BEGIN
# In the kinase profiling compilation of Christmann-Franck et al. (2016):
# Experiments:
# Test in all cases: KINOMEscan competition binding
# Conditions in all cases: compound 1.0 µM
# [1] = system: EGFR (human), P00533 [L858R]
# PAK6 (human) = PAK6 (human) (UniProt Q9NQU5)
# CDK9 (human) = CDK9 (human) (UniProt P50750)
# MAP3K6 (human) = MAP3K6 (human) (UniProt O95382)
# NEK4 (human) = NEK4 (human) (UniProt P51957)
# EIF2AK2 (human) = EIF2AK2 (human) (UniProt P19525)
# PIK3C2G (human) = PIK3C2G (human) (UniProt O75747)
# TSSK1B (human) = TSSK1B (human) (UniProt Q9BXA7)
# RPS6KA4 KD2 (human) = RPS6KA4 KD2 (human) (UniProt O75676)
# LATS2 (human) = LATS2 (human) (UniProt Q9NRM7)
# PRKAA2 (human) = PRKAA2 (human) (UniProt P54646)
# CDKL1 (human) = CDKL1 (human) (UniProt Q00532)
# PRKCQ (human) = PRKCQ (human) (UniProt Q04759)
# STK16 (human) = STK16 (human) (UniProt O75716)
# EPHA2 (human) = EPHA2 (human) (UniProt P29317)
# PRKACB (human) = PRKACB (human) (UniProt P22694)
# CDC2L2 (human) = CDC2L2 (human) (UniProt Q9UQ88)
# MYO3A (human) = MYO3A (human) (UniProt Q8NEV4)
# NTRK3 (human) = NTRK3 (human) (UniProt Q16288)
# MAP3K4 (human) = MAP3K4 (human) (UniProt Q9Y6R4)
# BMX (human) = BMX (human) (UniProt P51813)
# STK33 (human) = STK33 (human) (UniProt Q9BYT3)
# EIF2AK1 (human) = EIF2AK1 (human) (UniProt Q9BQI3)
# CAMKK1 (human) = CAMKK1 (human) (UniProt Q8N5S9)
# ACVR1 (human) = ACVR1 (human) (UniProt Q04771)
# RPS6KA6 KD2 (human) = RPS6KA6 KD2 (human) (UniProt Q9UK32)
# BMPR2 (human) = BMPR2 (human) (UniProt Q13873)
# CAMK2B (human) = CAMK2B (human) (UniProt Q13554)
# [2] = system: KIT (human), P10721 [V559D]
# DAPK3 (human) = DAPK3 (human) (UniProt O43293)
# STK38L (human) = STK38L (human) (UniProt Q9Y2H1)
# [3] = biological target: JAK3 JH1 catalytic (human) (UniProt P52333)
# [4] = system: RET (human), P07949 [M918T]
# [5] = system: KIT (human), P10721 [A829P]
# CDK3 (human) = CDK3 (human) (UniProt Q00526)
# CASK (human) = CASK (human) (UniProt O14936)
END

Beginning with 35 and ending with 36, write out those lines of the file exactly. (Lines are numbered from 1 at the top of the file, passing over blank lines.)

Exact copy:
# STK38L (human) = STK38L (human) (UniProt Q9Y2H1)
# [3] = biological target: JAK3 JH1 catalytic (human) (UniProt P52333)